I thought they said the sun would shine today.
Why do they even bother? The sun didn’t shine, the crowds didn’t come to the park, and there are easter eggs going soggy in the bushes.
I’ve got a raincoat, but I left it in the park yesterday when it was sunny. I used it as a blanket while I stretched out on the grass. I could smell my skin in the heat, like new plasticine. There were little creatures in the grass, you could only see them if you stared for a while. They must have crawled over me, the tickling was awful.
The park was pretty much deserted, apart from me and the bugs and the sun. As I lay there, a cloud took shape overhead. It took a while, I don’t know how long, but eventually I decided that it looked like a small man, hunched and spindly. He was laying in the sky, stuck to the ceiling like I was pinned to the floor. I thought he might have stopped to brush a fly from his face, but the motion was a slow one. The movement deformed him, and I had to look away.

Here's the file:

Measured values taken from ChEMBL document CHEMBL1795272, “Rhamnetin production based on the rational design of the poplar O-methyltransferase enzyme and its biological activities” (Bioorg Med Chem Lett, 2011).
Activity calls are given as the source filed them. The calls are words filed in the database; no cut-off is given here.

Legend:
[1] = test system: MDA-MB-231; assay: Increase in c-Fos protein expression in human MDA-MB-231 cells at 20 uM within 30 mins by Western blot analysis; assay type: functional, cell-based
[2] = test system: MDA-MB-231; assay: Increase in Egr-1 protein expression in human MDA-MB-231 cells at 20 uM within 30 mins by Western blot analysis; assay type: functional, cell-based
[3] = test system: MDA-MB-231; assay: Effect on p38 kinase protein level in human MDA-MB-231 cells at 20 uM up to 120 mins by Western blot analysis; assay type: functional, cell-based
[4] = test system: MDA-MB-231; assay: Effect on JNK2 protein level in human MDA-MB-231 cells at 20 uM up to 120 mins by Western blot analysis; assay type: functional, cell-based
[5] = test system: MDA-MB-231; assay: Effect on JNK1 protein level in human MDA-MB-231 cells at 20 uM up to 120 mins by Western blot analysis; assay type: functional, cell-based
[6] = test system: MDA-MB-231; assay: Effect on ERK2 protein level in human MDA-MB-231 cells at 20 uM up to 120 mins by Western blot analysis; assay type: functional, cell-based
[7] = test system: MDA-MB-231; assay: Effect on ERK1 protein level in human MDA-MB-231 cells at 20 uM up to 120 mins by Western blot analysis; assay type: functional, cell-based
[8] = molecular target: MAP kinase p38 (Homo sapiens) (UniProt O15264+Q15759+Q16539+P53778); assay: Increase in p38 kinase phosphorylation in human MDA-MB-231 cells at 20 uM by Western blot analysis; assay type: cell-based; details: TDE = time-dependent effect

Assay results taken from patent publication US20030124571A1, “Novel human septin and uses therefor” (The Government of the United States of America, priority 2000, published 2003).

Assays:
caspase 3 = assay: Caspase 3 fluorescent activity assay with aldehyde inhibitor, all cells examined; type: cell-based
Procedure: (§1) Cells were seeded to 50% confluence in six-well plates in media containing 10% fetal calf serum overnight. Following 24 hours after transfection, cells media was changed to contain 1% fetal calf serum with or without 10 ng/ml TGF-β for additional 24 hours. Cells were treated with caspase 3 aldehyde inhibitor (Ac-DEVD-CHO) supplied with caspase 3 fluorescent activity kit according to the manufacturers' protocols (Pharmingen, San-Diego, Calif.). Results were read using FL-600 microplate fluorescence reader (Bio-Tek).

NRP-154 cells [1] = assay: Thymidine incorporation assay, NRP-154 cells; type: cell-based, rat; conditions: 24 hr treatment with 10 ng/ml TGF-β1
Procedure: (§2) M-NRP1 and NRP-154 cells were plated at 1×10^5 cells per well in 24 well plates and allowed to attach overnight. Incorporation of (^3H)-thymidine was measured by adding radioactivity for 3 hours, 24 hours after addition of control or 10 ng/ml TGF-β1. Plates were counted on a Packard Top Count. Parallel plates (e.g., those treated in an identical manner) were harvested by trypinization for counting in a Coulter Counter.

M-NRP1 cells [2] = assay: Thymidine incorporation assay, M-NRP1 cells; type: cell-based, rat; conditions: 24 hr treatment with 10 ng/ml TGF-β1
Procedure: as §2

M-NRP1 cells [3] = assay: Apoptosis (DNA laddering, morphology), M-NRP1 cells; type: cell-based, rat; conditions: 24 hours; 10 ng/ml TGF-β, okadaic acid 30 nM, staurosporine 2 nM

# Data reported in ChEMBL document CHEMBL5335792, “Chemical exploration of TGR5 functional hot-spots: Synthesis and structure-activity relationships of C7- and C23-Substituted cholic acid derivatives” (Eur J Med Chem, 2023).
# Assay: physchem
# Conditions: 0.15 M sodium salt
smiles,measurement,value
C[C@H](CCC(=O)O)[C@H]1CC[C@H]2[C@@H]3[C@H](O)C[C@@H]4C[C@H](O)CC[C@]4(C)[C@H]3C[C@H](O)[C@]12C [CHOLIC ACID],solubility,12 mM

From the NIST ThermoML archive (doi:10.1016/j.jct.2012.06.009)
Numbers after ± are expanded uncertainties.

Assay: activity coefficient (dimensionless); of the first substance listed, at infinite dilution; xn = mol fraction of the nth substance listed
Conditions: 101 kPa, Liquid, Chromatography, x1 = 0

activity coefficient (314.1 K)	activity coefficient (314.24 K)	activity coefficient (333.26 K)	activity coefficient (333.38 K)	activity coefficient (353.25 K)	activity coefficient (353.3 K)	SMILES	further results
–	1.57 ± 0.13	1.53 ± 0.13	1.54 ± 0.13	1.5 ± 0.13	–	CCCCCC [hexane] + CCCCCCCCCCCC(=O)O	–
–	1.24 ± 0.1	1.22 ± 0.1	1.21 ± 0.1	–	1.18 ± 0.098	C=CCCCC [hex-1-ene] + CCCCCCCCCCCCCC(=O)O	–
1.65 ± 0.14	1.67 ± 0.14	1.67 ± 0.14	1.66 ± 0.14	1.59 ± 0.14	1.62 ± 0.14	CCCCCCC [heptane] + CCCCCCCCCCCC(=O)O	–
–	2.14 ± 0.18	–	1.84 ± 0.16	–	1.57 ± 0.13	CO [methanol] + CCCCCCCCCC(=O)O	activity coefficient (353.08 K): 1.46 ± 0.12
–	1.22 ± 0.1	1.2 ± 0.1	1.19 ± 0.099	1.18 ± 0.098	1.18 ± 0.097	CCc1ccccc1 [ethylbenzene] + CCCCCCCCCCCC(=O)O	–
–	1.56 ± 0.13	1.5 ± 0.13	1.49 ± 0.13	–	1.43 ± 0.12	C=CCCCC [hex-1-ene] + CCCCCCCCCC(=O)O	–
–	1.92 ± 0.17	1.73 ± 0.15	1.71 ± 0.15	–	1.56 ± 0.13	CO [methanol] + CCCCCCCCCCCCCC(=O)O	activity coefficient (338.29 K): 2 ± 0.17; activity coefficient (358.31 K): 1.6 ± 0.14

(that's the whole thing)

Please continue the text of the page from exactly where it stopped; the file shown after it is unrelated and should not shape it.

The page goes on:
Far away, I saw children playing football–three-and-in was it–by a set of white goalposts. If I had to chance at guessing the distance now, i’d say they were probably 358 metres from me. I counted the seconds between seeing the punt and hearing the sound. I could be wrong. They were young, and one of them was fat. One of nature’s goalies, I remember thinking.
I leaned back, resting on my elbows and staring out across the park. Gradually, I noticed the birds singing all around me. Low hoots of pigeons mixed with high vacuous tweets from some other birds. One warbling, happy sound I remember in particular. It sounded like laughter. It sounded like the bird that made that sound was watching me there, covered in bugs, my back stained from a sweaty coat, my eyes watering a little against the sun.
I hoped that the cloud-man had repaired himself. I hoped that he had brought himself back together and regained his shape. I looked up; a giant purple disc of cloud occluded the blue sky and the man was being pushed farther, out of shape and edged towards the horizon. As the first drops hit my face, I heard the bird again, only this time it wasn’t laughing. This time I understood, and leaned back to rest my head. By the time the first peals of thunder echoed across the park, my eyes were closed.